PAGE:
Hearing Health Blog

Man able to enjoy lively party because he's using two hearing aids instead of one.

For most people both ears rarely have the same exact amount of hearing loss. Because one ear commonly has worse hearing loss than the other, it raises the question: Can I simply get one hearing aid for the ear that’s worse.

One hearing aid, in most cases, will not be better than two. But there are some instances, considerably less common instances, that is, in which a single hearing aid might be the right choice.

It’s Not accidental That Ears Are a Pair

Your ears effectively work as a pair whether you know it or not. Which means that there are certain benefits to wearing two hearing aids.

  • The Ability to Properly Localize: Your brain is always doing work, not only to interpret sounds but to place them in order to determine where they’re coming from. This is much easier when your brain can triangulate, and in order to do that, it requires solid signals from both ears. It is much harder to determine where sounds are coming from when you can only hear well out of one ear (which may be indispensable if you happen to live near a busy street, for instance).
  • Modern Hearing Aids Work as a Set: Just as your ears work together normally, newer hearing aid technology is made to work as a pair. The artificial intelligence and sophisticated features function well because the two pieces communicate with one another and, similar to your brain, determine which sounds to focus on and amplify.
  • Improved Ear Health: An unused sense will atrophy in the same way as an unused muscle will. If your ears go for long periods without input signals, your hearing can start to go downhill. Wearing hearing aids in both ears ensures that the organs linked to hearing receive the input necessary to maintain your hearing. Wearing two hearing aids will also help minimize tinnitus (if you have it) and increase your ability to identify sounds.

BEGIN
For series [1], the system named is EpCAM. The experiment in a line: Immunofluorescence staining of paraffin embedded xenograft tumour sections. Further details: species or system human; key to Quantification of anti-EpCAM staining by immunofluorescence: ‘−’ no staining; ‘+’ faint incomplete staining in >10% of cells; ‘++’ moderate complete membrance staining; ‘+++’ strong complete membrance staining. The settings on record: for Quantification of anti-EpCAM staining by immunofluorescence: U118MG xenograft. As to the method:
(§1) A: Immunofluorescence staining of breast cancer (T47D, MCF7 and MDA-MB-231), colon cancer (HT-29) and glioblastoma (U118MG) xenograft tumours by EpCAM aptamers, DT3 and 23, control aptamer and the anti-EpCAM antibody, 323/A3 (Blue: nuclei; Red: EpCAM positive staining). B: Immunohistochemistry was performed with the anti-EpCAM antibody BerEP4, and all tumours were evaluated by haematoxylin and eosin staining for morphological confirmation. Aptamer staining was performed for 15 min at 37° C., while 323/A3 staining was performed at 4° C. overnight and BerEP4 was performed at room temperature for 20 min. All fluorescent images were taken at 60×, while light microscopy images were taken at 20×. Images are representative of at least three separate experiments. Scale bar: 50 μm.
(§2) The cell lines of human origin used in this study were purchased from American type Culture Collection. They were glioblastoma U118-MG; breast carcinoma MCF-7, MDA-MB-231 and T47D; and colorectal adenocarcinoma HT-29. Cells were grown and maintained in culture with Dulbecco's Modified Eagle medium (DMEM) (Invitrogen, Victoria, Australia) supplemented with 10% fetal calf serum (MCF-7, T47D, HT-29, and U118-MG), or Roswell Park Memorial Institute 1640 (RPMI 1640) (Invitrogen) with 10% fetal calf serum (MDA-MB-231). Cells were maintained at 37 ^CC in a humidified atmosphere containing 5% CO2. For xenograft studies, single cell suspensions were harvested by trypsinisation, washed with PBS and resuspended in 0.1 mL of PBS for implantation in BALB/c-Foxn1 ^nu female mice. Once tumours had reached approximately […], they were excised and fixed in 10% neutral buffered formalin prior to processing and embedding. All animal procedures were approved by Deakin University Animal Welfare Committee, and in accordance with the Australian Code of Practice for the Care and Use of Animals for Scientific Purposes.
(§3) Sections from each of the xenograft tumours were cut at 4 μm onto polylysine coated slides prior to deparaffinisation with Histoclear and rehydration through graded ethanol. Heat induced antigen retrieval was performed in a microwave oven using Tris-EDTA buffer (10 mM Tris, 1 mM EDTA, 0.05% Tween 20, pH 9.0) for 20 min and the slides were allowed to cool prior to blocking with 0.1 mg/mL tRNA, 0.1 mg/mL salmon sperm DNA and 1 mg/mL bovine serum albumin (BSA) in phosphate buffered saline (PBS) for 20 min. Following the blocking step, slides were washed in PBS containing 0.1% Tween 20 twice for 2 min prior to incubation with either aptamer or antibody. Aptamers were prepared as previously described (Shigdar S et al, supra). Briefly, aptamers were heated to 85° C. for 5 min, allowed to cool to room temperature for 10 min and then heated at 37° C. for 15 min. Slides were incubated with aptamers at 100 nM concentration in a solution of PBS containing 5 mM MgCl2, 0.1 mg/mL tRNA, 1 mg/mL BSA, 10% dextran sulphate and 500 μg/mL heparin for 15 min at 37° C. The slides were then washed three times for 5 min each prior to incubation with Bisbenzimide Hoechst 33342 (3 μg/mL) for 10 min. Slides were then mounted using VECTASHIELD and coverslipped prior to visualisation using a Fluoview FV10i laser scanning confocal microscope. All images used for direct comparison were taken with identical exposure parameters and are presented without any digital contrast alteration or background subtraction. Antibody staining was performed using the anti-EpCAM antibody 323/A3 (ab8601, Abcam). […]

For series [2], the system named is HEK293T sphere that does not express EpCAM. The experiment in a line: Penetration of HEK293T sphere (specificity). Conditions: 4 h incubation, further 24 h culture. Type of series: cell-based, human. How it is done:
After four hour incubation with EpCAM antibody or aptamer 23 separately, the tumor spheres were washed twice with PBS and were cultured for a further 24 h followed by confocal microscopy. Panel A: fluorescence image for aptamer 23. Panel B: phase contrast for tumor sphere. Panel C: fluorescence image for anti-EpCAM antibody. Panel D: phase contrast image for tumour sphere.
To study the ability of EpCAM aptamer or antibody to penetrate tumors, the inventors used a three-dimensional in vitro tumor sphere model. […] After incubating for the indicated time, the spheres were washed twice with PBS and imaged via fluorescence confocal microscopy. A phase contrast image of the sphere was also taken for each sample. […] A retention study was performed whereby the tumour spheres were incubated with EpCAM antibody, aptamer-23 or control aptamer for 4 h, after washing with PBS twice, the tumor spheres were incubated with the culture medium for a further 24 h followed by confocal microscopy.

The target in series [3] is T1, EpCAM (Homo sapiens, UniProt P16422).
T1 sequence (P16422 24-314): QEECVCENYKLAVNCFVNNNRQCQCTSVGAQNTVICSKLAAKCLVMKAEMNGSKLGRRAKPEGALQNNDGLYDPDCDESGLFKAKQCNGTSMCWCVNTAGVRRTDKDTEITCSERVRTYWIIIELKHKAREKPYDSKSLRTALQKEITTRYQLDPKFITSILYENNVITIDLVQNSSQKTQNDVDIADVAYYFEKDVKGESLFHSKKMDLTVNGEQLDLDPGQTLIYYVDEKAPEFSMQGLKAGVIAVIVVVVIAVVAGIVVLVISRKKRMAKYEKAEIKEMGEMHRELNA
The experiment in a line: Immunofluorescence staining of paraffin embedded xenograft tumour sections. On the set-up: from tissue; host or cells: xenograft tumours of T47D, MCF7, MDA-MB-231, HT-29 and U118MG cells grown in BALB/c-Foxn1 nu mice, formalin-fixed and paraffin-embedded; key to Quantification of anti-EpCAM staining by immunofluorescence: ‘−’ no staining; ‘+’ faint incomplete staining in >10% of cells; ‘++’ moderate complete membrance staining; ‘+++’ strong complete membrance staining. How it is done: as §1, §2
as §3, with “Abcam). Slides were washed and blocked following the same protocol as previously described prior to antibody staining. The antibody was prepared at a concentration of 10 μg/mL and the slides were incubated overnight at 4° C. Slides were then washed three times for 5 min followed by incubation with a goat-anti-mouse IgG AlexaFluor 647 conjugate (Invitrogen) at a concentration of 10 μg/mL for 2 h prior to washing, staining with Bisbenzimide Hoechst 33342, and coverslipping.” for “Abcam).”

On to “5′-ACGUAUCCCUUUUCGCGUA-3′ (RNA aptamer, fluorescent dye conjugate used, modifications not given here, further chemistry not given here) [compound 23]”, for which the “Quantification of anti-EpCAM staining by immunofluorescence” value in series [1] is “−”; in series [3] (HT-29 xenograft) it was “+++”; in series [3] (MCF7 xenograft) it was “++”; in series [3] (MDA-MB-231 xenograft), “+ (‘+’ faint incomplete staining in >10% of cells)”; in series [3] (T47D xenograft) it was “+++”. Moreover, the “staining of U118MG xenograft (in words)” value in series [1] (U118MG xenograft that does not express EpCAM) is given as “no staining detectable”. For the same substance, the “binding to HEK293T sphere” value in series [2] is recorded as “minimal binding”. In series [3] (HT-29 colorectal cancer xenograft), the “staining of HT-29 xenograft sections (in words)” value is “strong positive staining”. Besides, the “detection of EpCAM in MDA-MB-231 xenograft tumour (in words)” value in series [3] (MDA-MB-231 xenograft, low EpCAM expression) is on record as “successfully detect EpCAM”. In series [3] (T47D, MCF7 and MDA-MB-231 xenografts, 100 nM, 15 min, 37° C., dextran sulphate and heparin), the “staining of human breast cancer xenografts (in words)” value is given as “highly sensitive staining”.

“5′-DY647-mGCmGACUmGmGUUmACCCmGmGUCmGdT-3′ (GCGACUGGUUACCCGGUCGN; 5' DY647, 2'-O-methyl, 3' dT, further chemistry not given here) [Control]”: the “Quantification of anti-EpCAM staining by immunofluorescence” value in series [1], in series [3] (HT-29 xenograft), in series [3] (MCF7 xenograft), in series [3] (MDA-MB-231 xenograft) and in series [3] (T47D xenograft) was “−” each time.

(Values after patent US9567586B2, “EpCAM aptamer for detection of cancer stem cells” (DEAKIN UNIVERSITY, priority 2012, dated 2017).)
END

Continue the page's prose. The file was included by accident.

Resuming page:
• Tuning in on Conversations: The whole point of using a hearing aid is to help your hearing. Other people conversing is something you will definitely need to hear. Using two hearing aids lets your brain to better tune out background noises. Because your mind has more available data your brain is able to determine what is closer and consequently more likely to be something you want to focus on.

Does One Hearing Aid Make Sense in Certain Situations?

In the majority of cases, using two hearing aids is the more effective choice. But that begs the question: why would someone use a hearing aid in just one ear?

Well, commonly there are two reasons:

  • One Ear Still Has Perfect Hearing: If only one of your ears requires a hearing aid, then you might be best served by using a hearing aid in just one ear but it’s certainly something you should talk to your hearing professional about (having one better ear is not the same as having one perfect ear).
  • Monetary concerns: Some individuals feel if they can make do with just one they will save money. If you truly can’t afford to buy two, one is better than not getting one at all. It’s important to recognize, however, it has been proven that your total health costs will increase if you have untreated hearing loss. Your healthcare expenses have been shown to increase by 26 percent after only two years of untreated hearing loss. So speak with your hearing specialist to make sure only getting a single hearing aid is a good idea for you. Discovering ways to help make hearing aids more affordable is an additional service we offer.

Two Aids Are Preferable to One

Two hearing aids, however, will be better than one for your ears and hearing in most cases. There are simply too many benefits to having good hearing in both ears to dismiss. So, yes, in most circumstances, two hearing aids are better than one (just like two ears are better than one). Schedule an appointment with a hearing care pro to have your hearing examined.

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